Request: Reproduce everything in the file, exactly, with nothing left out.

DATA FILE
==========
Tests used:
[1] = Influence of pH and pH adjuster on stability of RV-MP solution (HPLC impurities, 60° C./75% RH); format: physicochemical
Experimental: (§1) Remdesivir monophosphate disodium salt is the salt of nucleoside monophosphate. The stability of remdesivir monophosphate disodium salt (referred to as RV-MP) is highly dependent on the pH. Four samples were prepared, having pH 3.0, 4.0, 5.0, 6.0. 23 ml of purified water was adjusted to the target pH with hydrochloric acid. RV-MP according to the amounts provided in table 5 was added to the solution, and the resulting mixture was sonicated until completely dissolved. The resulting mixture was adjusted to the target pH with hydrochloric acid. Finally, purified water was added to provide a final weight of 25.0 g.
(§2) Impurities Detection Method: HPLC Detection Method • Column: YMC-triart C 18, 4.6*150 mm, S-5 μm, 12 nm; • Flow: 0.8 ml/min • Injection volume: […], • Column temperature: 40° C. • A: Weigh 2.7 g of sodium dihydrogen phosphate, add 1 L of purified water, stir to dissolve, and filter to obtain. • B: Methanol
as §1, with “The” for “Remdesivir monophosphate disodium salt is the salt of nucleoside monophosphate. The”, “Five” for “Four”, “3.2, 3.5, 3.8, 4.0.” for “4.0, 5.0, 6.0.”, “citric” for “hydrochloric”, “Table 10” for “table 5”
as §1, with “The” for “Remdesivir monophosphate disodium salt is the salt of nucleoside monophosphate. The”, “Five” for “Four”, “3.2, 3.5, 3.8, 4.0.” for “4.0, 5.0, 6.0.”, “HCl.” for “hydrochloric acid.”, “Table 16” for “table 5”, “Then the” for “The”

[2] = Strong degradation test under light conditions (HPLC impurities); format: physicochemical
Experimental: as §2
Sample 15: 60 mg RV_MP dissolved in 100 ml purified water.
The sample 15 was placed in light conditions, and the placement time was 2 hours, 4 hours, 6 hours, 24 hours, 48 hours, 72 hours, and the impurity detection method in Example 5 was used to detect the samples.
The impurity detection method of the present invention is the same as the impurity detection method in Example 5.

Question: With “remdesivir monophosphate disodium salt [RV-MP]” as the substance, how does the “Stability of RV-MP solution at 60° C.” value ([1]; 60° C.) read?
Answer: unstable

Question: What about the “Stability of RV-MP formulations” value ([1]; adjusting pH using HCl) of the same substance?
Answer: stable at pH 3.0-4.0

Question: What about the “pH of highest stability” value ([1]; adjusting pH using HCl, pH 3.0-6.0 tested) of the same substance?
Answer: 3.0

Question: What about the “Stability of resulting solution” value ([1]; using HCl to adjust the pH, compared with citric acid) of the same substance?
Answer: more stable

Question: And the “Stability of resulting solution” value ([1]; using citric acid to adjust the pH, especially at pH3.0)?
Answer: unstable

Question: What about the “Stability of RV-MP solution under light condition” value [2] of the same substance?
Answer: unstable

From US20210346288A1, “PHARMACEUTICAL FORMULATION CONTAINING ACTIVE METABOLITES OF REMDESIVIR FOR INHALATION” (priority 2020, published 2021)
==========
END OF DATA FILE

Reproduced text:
Tests used:
[1] = Influence of pH and pH adjuster on stability of RV-MP solution (HPLC impurities, 60° C./75% RH); format: physicochemical
Experimental: (§1) Remdesivir monophosphate disodium salt is the salt of nucleoside monophosphate. The stability of remdesivir monophosphate disodium salt (referred to as RV-MP) is highly dependent on the pH. Four samples were prepared, having pH 3.0, 4.0, 5.0, 6.0. 23 ml of purified water was adjusted to the target pH with hydrochloric acid. RV-MP according to the amounts provided in table 5 was added to the solution, and the resulting mixture was sonicated until completely dissolved. The resulting mixture was adjusted to the target pH with hydrochloric acid. Finally, purified water was added to provide a final weight of 25.0 g.
(§2) Impurities Detection Method: HPLC Detection Method • Column: YMC-triart C 18, 4.6*150 mm, S-5 μm, 12 nm; • Flow: 0.8 ml/min • Injection volume: […], • Column temperature: 40° C. • A: Weigh 2.7 g of sodium dihydrogen phosphate, add 1 L of purified water, stir to dissolve, and filter to obtain. • B: Methanol
as §1, with “The” for “Remdesivir monophosphate disodium salt is the salt of nucleoside monophosphate. The”, “Five” for “Four”, “3.2, 3.5, 3.8, 4.0.” for “4.0, 5.0, 6.0.”, “citric” for “hydrochloric”, “Table 10” for “table 5”
as §1, with “The” for “Remdesivir monophosphate disodium salt is the salt of nucleoside monophosphate. The”, “Five” for “Four”, “3.2, 3.5, 3.8, 4.0.” for “4.0, 5.0, 6.0.”, “HCl.” for “hydrochloric acid.”, “Table 16” for “table 5”, “Then the” for “The”

[2] = Strong degradation test under light conditions (HPLC impurities); format: physicochemical
Experimental: as §2
Sample 15: 60 mg RV_MP dissolved in 100 ml purified water.
The sample 15 was placed in light conditions, and the placement time was 2 hours, 4 hours, 6 hours, 24 hours, 48 hours, 72 hours, and the impurity detection method in Example 5 was used to detect the samples.
The impurity detection method of the present invention is the same as the impurity detection method in Example 5.

Question: With “remdesivir monophosphate disodium salt [RV-MP]” as the substance, how does the “Stability of RV-MP solution at 60° C.” value ([1]; 60° C.) read?
Answer: unstable

Question: What about the “Stability of RV-MP formulations” value ([1]; adjusting pH using HCl) of the same substance?
Answer: stable at pH 3.0-4.0

Question: What about the “pH of highest stability” value ([1]; adjusting pH using HCl, pH 3.0-6.0 tested) of the same substance?
Answer: 3.0

Question: What about the “Stability of resulting solution” value ([1]; using HCl to adjust the pH, compared with citric acid) of the same substance?
Answer: more stable

Question: And the “Stability of resulting solution” value ([1]; using citric acid to adjust the pH, especially at pH3.0)?
Answer: unstable

Question: What about the “Stability of RV-MP solution under light condition” value [2] of the same substance?
Answer: unstable

From US20210346288A1, “PHARMACEUTICAL FORMULATION CONTAINING ACTIVE METABOLITES OF REMDESIVIR FOR INHALATION” (priority 2020, published 2021)